Monday, July 1, 2013

Looper

If you want to give your mind some calisthenics, ponder, really ponder the notion of time travel. Putting aside all the tedious mathematics, mull over every inconsistency, every loophole to which logic will lead. The subject has been explored in literature and film countless times, focusing often on emotional matters like hearing you long deceased grandmother's voice on the phone, reliving a first kiss, or making sure your teenage parents meet and fall in love - so you can actually be born, of course.  In the case of the latter, so entertainingly played in BACK TO THE FUTURE, what if Marty had failed? He nearly does, and in one scene begins to lose his gait, even looking through his own hand as it goes transparent, as he begins to evaporate and cease to exist.

That intrigues me.  Mainly in terms of memories. What if one of my friends goes back in time and does something to change the course of history, mine included.  All of those memories I have, my current life, would just vanish? Where in the timeline does cognizance shift to nothingness? Or to differing awareness? It's maddening to think on, and certainly has been fodder for mankind to argue over, especially after viewing movies like last year's LOOPER, director Rian Johnson's entry in the genre. It is a far darker, edgier take on time travel than the (mostly) lighthearted FUTURE trilogy, and this new film brazenly refutes one of old Doc Brown's theories: if your older and younger self meet face to face, you'll both faint and maybe the space time continuum will implode, or, something like that.

2044. A large criminal organization utilizes "loopers" who kill syndicate enemies in the traditional ways, with a twist: knowing when their targets are to materialize (the victims are sent back in time to appear at a particular spot) the loopers are ready with a shotgun to take down the hooded individual and, for their services, retrieve a belt of silver plates fitted around the soon-to-be corpse. Engineering this: a man sent from the future called Abe (Jeff Daniels) who ensures that the loops are closed by forcing aged loopers about to retire back in time to be killed by their younger selves. Brutal, but efficient.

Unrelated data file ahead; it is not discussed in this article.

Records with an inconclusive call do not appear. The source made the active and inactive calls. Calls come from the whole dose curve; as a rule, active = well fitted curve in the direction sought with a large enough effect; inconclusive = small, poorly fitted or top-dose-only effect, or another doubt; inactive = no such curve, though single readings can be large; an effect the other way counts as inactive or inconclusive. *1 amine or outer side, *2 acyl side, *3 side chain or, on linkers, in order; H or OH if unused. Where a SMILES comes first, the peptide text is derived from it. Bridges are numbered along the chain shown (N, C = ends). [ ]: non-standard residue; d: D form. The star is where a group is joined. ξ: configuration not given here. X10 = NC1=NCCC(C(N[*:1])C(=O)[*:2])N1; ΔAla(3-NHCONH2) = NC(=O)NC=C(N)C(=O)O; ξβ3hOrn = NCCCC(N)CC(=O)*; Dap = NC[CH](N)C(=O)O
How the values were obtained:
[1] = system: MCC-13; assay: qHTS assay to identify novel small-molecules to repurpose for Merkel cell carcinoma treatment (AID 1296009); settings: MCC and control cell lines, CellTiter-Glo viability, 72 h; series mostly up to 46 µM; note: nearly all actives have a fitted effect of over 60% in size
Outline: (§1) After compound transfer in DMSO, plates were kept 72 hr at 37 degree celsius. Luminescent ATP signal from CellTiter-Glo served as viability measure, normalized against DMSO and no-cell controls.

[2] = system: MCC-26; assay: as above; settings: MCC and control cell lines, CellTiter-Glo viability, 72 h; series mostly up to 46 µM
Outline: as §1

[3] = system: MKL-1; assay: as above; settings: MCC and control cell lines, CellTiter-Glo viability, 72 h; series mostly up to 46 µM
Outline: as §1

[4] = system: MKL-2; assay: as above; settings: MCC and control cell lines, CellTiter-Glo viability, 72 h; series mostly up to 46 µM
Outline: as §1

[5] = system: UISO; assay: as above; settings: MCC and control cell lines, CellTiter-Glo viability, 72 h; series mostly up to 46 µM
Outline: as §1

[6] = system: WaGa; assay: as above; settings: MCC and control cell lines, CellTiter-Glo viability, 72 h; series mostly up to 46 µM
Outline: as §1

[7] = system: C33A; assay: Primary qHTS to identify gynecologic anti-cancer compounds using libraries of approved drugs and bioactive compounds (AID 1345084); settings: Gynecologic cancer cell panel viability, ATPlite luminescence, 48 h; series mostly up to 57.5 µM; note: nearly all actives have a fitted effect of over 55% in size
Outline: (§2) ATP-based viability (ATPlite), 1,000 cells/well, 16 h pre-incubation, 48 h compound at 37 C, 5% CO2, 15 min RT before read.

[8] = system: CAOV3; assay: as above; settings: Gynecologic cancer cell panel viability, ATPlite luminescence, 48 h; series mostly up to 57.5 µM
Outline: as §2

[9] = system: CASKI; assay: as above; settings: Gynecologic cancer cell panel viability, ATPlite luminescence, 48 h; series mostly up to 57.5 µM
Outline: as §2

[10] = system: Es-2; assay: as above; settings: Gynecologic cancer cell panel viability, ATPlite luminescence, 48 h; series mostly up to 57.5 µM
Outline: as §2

Joe (Joseph Gordon-Levitt) is the central figure in LOOPER. He's solemn and glum, much like his colleagues, though in such a bleak landscape (with an ultimately hopeless outcome ahead of you) can you blame them? One day, a fellow looper screws up and fails to kill his older self. But soon, Joe makes the same mistake. Johnson's script will then traverse familiar territory in these sorts of stories. For example, the complications of an alternate timeline, which I will not elaborate upon. But I will recount that, as you can see from the above still, Joe will eventually stare down and converse with his older self, played with appropriate weariness by Bruce Willis. Neither one faints because of it.

Later, young Joe will camp out at the farm of a young woman named Sarah (Emily Blunt, sporting a decent American accent) and her son. Again, I won't spill too many details because convoluted tales like this often live in their labyrinthine plot twists. I will say that the Realist in me was duking it out with the Suspender of Disbelief all the while. For some, fantasies like LOOPER prove too unbelievable, the inevitable fountain of questions distracting. Not this guy.  Part of the amusement comes from picking holes, saying "Waitaminit!" Johnson does have a bit of fun with time travel conventions, but then leads his story to a dour final act. Very odd, as the film becomes both a bit too cuddly, almost resembling a family drama, while meanwhile maintaining a tone of doom (and showcasing a few moments of showstopping violence). The climax manages to be hopeful and downbeat in one quick shot.

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